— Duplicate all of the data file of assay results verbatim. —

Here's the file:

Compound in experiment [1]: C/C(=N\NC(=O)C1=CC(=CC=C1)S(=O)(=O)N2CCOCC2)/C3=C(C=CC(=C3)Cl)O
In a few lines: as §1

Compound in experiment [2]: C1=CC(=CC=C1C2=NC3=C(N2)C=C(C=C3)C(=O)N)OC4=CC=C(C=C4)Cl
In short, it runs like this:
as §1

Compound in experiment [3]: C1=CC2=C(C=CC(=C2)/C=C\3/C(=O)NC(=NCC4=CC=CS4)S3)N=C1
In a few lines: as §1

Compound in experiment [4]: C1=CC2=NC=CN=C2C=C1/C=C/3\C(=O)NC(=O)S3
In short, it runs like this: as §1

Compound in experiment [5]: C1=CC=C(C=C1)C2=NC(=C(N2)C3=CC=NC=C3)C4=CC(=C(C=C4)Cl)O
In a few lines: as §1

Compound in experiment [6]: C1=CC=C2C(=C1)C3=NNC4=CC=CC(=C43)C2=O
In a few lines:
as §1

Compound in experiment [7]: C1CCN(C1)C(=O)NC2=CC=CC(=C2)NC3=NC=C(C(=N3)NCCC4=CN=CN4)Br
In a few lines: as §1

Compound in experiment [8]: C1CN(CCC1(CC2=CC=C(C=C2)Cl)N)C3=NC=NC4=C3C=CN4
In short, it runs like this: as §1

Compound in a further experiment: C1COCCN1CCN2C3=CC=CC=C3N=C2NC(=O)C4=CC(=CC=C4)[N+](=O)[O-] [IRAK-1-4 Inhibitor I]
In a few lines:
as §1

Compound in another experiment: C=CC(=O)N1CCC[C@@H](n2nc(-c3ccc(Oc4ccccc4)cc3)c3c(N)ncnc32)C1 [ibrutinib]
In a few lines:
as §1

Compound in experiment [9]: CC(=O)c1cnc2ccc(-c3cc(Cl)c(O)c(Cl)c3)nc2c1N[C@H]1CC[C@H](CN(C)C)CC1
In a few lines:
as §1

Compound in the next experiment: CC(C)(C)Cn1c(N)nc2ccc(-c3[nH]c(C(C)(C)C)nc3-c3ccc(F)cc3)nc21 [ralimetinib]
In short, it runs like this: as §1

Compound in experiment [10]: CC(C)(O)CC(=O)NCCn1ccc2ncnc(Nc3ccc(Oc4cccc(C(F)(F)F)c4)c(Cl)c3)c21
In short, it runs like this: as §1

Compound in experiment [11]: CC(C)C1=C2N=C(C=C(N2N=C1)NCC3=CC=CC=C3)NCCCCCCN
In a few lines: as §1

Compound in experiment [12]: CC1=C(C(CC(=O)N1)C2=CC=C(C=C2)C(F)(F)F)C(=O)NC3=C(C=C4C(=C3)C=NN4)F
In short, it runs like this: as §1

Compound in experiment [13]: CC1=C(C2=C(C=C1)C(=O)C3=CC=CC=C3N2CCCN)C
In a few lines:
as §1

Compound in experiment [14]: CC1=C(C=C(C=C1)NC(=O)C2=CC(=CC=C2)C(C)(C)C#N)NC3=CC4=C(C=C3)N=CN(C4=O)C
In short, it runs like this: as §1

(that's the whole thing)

Compound in experiment [1]: C/C(=N\NC(=O)C1=CC(=CC=C1)S(=O)(=O)N2CCOCC2)/C3=C(C=CC(=C3)Cl)O
In a few lines: as §1

Compound in experiment [2]: C1=CC(=CC=C1C2=NC3=C(N2)C=C(C=C3)C(=O)N)OC4=CC=C(C=C4)Cl
In short, it runs like this:
as §1

Compound in experiment [3]: C1=CC2=C(C=CC(=C2)/C=C\3/C(=O)NC(=NCC4=CC=CS4)S3)N=C1
In a few lines: as §1

Compound in experiment [4]: C1=CC2=NC=CN=C2C=C1/C=C/3\C(=O)NC(=O)S3
In short, it runs like this: as §1

Compound in experiment [5]: C1=CC=C(C=C1)C2=NC(=C(N2)C3=CC=NC=C3)C4=CC(=C(C=C4)Cl)O
In a few lines: as §1

Compound in experiment [6]: C1=CC=C2C(=C1)C3=NNC4=CC=CC(=C43)C2=O
In a few lines:
as §1

Compound in experiment [7]: C1CCN(C1)C(=O)NC2=CC=CC(=C2)NC3=NC=C(C(=N3)NCCC4=CN=CN4)Br
In a few lines: as §1

Compound in experiment [8]: C1CN(CCC1(CC2=CC=C(C=C2)Cl)N)C3=NC=NC4=C3C=CN4
In short, it runs like this: as §1

Compound in a further experiment: C1COCCN1CCN2C3=CC=CC=C3N=C2NC(=O)C4=CC(=CC=C4)[N+](=O)[O-] [IRAK-1-4 Inhibitor I]
In a few lines:
as §1

Compound in another experiment: C=CC(=O)N1CCC[C@@H](n2nc(-c3ccc(Oc4ccccc4)cc3)c3c(N)ncnc32)C1 [ibrutinib]
In a few lines:
as §1

Compound in experiment [9]: CC(=O)c1cnc2ccc(-c3cc(Cl)c(O)c(Cl)c3)nc2c1N[C@H]1CC[C@H](CN(C)C)CC1
In a few lines:
as §1

Compound in the next experiment: CC(C)(C)Cn1c(N)nc2ccc(-c3[nH]c(C(C)(C)C)nc3-c3ccc(F)cc3)nc21 [ralimetinib]
In short, it runs like this: as §1

Compound in experiment [10]: CC(C)(O)CC(=O)NCCn1ccc2ncnc(Nc3ccc(Oc4cccc(C(F)(F)F)c4)c(Cl)c3)c21
In short, it runs like this: as §1

Compound in experiment [11]: CC(C)C1=C2N=C(C=C(N2N=C1)NCC3=CC=CC=C3)NCCCCCCN
In a few lines: as §1

Compound in experiment [12]: CC1=C(C(CC(=O)N1)C2=CC=C(C=C2)C(F)(F)F)C(=O)NC3=C(C=C4C(=C3)C=NN4)F
In short, it runs like this: as §1

Compound in experiment [13]: CC1=C(C2=C(C=C1)C(=O)C3=CC=CC=C3N2CCCN)C
In a few lines:
as §1

Compound in experiment [14]: CC1=C(C=C(C=C1)NC(=O)C2=CC(=CC=C2)C(C)(C)C#N)NC3=CC4=C(C=C3)N=CN(C4=O)C
In short, it runs like this: as §1